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Hey, guys! So this is a bit of a special one, because a lot of people have been asking me to share more about my co-founders at Fanbytes. I had a Q&A with one of them—Ambrose Cook, COO of Fanbytes—where we’ve answered your most burning questions and shared anecdotes on what we had to go through to make this partnership a successful one. The following is the full transcript of our conversation:
On to the interview
Tim Armoo: So Ambrose, tell us who you are, who are you?
Ambrose Cooke: Who am I? My name is Ambrose. I am, as Tim said, co-founder and COO at Fanbytes, which means that I handle the operational side of business.
Tim Armoo: How old are you?
Ambrose Cooke: I am currently 24. I went to Imperial College, London. I studied engineering there. However, I did my dissertation on something called measuring social influencers machine learning. And this was my interest at the time—exploring marketing. Then we ended up using that in our business to actually create an algorithm, which helps us to rank influencers. Pretty cool, did that whilst I was also studying engineering—so a very different course.
Tim Armoo: We can go into questions.
1. WHAT MAKES A GOOD CO-FOUNDER?
Ambrose Cooke: So for this question, Tim is the best person to answer it, because he came to me when I was at Uni and said, “Hey, do you want to be my co-founder?” And I said, “Hell yeah.” So what is it that you saw in me that you thought it would make me a good co-founder, bearing in mind like what you were looking for, in terms of complementary skills?
Tim Armoo: I think the first thing is obviously the complementary skills that you have with a co- founder. Because I think for so many, just for a very long time, what people do is they basically pick people who are like them, because their thesis is, “If I have basically two of me, I’ll be able to do things twice as quick,” which doesn’t make sense, right? So the thing that I saw in you was primarily because I’m the rah-rah guy looking at the big picture—everyone goes crazy and stuff. And then, what I realized was that you had the ability to take something from like 10,000 feet and then bring it down to, “Right, this is what we actually do.” And I think that type of thing is very, very useful to have. And there was that. There was also the fact that you are very detailed; to have a mechanical engineering degree from Imperial is key to data processing and getting into the finer details. I think that is something which I definitely needed, to complement me. And I think, actually, the overarching thing was that we pretty much got on instantly.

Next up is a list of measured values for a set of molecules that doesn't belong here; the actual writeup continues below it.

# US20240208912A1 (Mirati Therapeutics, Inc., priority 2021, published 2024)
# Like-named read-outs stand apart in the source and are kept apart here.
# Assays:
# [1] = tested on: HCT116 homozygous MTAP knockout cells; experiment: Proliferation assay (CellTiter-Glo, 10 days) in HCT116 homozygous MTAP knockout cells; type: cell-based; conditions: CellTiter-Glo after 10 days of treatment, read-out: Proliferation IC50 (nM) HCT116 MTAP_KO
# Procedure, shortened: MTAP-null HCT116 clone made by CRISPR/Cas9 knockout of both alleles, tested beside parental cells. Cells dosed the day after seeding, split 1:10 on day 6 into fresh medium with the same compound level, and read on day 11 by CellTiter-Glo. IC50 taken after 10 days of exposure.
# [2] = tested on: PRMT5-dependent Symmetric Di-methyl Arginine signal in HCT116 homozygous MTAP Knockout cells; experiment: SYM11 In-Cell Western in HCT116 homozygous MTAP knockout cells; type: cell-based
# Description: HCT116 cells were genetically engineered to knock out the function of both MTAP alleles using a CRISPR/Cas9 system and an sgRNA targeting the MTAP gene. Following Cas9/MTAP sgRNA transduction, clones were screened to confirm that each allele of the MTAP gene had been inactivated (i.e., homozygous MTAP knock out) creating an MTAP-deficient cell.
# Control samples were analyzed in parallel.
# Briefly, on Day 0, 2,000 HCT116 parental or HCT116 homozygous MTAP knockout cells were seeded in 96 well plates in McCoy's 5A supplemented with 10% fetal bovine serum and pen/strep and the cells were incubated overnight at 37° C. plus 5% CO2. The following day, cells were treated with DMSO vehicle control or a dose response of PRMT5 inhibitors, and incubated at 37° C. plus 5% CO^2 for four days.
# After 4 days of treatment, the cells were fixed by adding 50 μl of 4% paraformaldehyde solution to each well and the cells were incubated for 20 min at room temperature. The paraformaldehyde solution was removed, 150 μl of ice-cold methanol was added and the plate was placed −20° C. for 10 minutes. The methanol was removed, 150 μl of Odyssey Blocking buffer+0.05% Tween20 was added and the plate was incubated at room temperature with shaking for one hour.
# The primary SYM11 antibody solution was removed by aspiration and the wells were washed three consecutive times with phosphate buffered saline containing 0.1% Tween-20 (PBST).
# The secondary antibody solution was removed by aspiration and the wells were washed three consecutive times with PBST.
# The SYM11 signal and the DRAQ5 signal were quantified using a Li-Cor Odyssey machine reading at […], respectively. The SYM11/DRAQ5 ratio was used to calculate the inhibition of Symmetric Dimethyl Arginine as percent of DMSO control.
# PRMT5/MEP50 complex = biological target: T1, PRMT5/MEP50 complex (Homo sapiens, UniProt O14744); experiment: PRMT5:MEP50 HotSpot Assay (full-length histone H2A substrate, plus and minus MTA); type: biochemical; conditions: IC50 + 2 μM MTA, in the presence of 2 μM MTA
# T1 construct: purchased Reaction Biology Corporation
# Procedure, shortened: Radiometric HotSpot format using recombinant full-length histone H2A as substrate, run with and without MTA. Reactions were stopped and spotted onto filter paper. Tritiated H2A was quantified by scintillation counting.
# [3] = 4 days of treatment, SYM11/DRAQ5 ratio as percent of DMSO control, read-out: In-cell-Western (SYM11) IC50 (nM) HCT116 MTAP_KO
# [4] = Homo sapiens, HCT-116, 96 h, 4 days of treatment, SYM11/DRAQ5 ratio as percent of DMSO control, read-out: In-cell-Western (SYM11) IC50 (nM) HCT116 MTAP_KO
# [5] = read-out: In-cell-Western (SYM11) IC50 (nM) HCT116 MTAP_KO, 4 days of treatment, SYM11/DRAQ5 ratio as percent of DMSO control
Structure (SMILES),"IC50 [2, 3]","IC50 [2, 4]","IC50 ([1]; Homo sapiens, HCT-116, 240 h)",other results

Ambrose Cooke: Yeah.
Tim Armoo: I think that going to someone and saying, “Be my co-founder only because you have the skills to complement me…” is just a recipe for disaster because it basically says, “…for as long as your skillset is particularly useful,” or, “I haven’t found someone else who has either a better skillset than you,” as if that is the limit of our relationship. And it needs to be underpinned by you genuinely getting on with the person. We pretty much have the same life experiences, etc. And I think that creates, at the base, a pretty strong bond. And then, on top of that, complementary skillsets.
Ambrose Cooke: Tim and I really have completely different styles of working. So many differences. But actually, that brings us on to our second question.
2. WHAT MAKES THE RELATIONSHIP STRONG, GOING FORWARD?
Ambrose Cooke: There’s a couple of things; I think, probably in the second half of our relationship, we kind of hit it off. This will be sort of a confession, but essentially, there was a point where I really started to understand my position in the company and focus on my strengths and started to let go of the ego behind it. Because initially, when you start a business, you kind of have the mindset of, “We want to be in the limelight, we want to be seen as our thing.” But really, where Tim’s strengths lie are in sales and marketing; more like getting people into the business sort of thing, whereas I’m more like detail-driven. I’m naturally an introvert, so I can sit down and work on a problem and put systems in place to scale a business. That’s where my expertise is. So really understanding that, and not trying to do Tim’s role just because it’ll be interesting, but actually focusing on what my strengths are. Is there anything you would add to that?
Tim Armoo: You pretty much hit the nail on the head. Even now, as we’re talking about scaling up our sales process, right? About two days ago, you sat me down saying, “Oh, we don’t have this, this, and this.” And I was like, “F**k! S**t! Yeah, we don’t!” “But we do have this other thing.”
Ambrose Cooke: All these discussions about a system which would massively attract and help scale our sales. Tim’s not going to really sit down and look at an Excel spreadsheet and make sure that things are intact, whereas I probably will.
Tim Armoo: So yeah, pretty much. And I think there’s also that big thing about just understanding the roles that you play in the business, which doesn’t mean there is a role which is better, because there’s this whole idea that if I bring the customers, and you’re not there to keep them, then you don’t have a business. And then, if you’re just keeping the customers, and then there’s no new customers coming in, then you’re not expanding. In both cases, there is no role for the business, so you need the both of them to win.
Ambrose Cooke: Yeah, exactly. The way we differentiate our roles is, Tim’s more focused on bringing customers in, and I’m focused on the actual products and on the campaigns’ flow, so that we can actually keep them and deliver the value we promise. Two clear divisions there. Then adding on to that, the second thing that Tim mentioned was actually getting on with each other. I think someone said once that your co-founder is almost like your wife. You almost have to treat it like that. Literally, I think the first year that we were working together, Tim called me every single day.
Tim Armoo: “Babe!”
Ambrose Cooke: And then sometimes he would randomly turn up at my door in the evening, saying, “Hey, let’s do some campaigns.”